GSG Newsletter 152

October 2012

More Discoveries in Appin

The team investigating both new and old areas in Appin has chalked up more successes. First they visited Own Hole in Glen Creran after a gap of many years by the GSG and found a new connection through a squeeze that before had probably been written off as 'too tight'. Then taking a fresh look at the limestone band along the western slopes of Glen Stockdale found some new passage near Claon Uamh and Rock Shelter 3.

The real discovery was made when they went to the Glenamuckrach area, and visited the Pot of the same name - though they didn't know it at the time. Tamlin forced himself through what in the 70's we'd written of as 'too tight' (beginning to sound familiar?) and realised it continued. After some excavation he, Andy Morgan, Amber MacLeod and George Antill all squeezed in with the assistance of gravity, and explored about 100m of passage to a sump in one direction and a tight tube in the other. There are some good formations and fine gour pools spread along the passage. There was also a chamber of about 4m in all directions they called The Boss.

Exiting the cave with gravity now pulling in the wrong direction took longer with Amber taking about 40 minutes to inch out of the entrance squeezes reportedly using just her "shoulder blades and butt-cheeks one agonizing inch at a time." George comprehensively failed and it took more digging from outside and inside then removal of clothing before he finally emerged very relieved over an hour later. It was a near thing for the SCRO who were reportedly on the verge of being called out.

A pothole near to the entrance that was noted in the 70's, but not named or investigated, was descended and found to lead to another chamber with a stream issuing from a passage near the roof. Initially thought to be Glenamuckrach Pot this was later named Viewpoint Pot. The stream was dye traced to an inlet in Glenamuckrach Pot so a connection is a possibility.

News about the discovery was picked up by the BBC so the next weekend a mass turnout saw most of the original team plus reinforcements on site with scaling, diving and camera gear plus the BBC. This resulted in a short item on the lunchtime and evening news the following week and included video shot by Fraser Simpson of the sump as he and Ross dived into it. Only a few metres of progress were made, but at the cost of ripped wetsuit and a knackered shoulder for Fraser as he struggled back out of the entrance. Also in the broadcast was a clip of the GSG scaling pole in action as the team reached the top of the waterfall in Viewpoint Pot and followed the passage to within a few metres of the sink.

Latest developments have seen the entrance 'improved' so that cavers of a more normal size can get in - and out - without damaging themselves or their clothing too severely. Surveying has started using a GSG DistoX and more photographs have been taken there and of other caves in the area.

Just after the discovery, conversations with our Mendip members suggested that, amazingly, Scotland was in the lead for winning the J'Rat Digging Award for a second time. One of the judges for the award, Martin Grass, confirmed that the wet spring and summer had restricted digging in many Mendip sites and the 100m extension to Glenamuckrach Pot could be the winning entry. However...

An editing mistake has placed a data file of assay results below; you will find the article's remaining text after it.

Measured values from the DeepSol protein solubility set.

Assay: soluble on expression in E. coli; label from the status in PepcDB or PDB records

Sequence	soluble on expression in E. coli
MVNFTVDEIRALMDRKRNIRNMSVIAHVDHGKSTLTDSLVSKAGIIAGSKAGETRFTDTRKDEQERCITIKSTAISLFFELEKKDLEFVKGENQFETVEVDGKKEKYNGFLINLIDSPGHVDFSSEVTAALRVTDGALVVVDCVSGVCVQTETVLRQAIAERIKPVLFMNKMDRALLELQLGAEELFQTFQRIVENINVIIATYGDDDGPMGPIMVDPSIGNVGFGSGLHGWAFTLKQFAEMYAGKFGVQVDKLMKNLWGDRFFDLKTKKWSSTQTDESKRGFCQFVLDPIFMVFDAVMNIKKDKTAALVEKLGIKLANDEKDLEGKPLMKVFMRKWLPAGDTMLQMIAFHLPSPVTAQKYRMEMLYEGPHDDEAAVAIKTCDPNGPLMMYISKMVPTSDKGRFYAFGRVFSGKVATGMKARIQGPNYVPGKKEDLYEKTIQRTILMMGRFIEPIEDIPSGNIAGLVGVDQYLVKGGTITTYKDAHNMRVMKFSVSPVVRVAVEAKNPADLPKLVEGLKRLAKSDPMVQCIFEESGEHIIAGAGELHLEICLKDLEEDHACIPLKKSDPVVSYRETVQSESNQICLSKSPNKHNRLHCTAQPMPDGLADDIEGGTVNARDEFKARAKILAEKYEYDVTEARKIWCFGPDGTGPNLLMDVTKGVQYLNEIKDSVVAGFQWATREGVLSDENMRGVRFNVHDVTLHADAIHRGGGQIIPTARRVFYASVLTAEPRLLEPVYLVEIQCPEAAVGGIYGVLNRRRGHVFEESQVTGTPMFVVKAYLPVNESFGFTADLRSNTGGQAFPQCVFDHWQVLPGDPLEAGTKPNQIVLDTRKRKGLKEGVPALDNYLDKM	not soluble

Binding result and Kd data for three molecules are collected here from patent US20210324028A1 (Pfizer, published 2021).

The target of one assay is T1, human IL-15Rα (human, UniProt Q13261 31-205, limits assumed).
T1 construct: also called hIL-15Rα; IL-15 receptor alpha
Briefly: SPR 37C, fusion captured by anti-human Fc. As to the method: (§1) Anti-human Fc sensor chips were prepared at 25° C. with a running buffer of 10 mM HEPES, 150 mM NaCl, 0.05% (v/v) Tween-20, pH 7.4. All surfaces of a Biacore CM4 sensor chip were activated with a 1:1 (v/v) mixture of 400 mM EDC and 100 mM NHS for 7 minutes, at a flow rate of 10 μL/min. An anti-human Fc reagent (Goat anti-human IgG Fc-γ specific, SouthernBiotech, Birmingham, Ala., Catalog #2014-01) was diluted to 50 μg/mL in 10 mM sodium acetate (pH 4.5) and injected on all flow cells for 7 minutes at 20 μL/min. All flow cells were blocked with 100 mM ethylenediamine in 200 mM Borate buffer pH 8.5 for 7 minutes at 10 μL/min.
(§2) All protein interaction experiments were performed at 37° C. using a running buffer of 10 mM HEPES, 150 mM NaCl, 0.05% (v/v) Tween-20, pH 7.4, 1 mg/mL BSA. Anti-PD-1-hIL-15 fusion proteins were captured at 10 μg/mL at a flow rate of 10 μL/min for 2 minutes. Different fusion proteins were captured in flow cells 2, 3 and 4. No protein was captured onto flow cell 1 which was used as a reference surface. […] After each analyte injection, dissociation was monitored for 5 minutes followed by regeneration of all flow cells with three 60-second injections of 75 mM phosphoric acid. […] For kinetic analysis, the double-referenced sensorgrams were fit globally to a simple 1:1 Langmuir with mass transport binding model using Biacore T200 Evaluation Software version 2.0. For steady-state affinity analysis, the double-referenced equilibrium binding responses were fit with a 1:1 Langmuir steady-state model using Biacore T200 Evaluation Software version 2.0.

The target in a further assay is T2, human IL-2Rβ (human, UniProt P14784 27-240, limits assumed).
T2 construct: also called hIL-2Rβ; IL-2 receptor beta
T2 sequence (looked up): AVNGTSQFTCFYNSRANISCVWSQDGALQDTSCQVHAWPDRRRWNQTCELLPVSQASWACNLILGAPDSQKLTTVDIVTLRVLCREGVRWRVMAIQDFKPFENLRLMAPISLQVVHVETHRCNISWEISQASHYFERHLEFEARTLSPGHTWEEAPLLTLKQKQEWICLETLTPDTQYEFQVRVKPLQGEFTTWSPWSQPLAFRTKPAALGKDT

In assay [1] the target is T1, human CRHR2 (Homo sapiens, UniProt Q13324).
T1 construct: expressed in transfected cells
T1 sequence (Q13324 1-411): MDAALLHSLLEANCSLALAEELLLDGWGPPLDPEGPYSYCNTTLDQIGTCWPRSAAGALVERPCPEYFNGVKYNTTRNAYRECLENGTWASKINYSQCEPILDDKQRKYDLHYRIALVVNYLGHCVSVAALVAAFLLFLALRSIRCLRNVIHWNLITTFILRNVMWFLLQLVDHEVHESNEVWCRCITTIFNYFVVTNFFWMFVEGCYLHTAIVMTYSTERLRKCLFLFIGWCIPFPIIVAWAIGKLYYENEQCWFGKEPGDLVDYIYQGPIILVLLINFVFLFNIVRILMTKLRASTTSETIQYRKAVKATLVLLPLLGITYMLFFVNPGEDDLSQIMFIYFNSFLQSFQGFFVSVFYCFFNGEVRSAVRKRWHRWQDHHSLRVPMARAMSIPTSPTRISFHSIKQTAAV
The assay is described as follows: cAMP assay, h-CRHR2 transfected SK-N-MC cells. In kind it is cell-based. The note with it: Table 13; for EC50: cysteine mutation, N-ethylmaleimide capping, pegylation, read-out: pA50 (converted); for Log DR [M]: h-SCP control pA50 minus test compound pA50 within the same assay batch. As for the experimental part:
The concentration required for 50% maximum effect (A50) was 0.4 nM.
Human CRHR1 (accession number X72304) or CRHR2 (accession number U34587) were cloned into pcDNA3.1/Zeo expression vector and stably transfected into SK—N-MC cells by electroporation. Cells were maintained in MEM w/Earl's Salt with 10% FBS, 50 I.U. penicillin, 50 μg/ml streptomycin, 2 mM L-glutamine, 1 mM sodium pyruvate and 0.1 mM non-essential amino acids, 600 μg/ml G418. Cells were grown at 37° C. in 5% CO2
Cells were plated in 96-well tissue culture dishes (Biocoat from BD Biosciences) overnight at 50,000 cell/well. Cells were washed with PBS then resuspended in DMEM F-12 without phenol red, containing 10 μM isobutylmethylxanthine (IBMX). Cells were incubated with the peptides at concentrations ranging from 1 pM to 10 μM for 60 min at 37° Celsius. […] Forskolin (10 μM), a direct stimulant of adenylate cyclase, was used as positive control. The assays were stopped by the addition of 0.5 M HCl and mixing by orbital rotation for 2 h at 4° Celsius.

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GSG Members find Mendip's Largest Chamber

Two GSG members - Peter Glanvill and Tony Boycott are part of the "Tuesday Diggers" whose dig in Reservoir Hole, Cheddar George, broke through into an enormous chamber they call "The Frozen Deep". A 12m pitch lands in the massive 30 x 55m 30m high chamber with many fine formations including an area of pure white flowstone surrounding two 5m calcite columns. This follows four years of digging with most of the progress in the last year.

The other members of the core digging team are Martin Grass, Alison Moody, Nigel Cox and Nick Chipchase and the average age of the six is reported to be 60ish. The chamber and other passages leading to it have been surveyed and at about 300m outstrip the GSG's Appin discoveries. We await with interest news of just what club (or clubs) are going to be credited on the Digging Award this year if, as expected, this discovery is the 2012 winner.

The diggers are busy taping off formations and making the cave a safer place as there is a lot of poised rock ready to fall. Various loud rumbles in the past felt reverberating through the cave are suspected by some to be due to falls thereabouts. As evidence, just examine the photo of Peter at the foot of the ladder pitch as a rock bounces off his helmet! (He wears a 'pained' expression - it was only a small rock)

Latest news is that a Lidar scan has confirmed that as far as floor area goes The Frozen Deep at 2981 sq metres is larger than Gaping Gill with 'only' 2729 sq metres. Debate continues about whether floor area or volume is the right criterion for deciding size. (For comparison the Great Northern Time Machine in Claonaite is about 1625 sq metres) With some talking of a possible 100km system in the area just waiting to be found, a more modest 70m extension has been pushed to a pool at the lowest point reached in the cave.

Latest News:- Over 200m more has been found heading back to the cliff face high above the road.

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Hidden Earth 2012

This year's national caving conference was held in Burnley at the Burnley Campus. This houses the Thomas Whitham Sixth Form College plus various sports and library facilities for the local community, none of which were available to them while Hidden Earth was there. With plenty of ground for camping, four lecture theatres, a sports hall for the trade show and club stands and a hard-worked bar with a fine selection of ales at £2 per pint, conference organiser Les Williams and his herd of helpers are to be congratulated for finding yet another fine venue - and so far north as well! Butch did moan at the location. He took seven hours to get there from Mendip - twice as long as it took us from Edinburgh. He should be happy next year as everyone expects Hidden Earth 2013 to be in Mendip.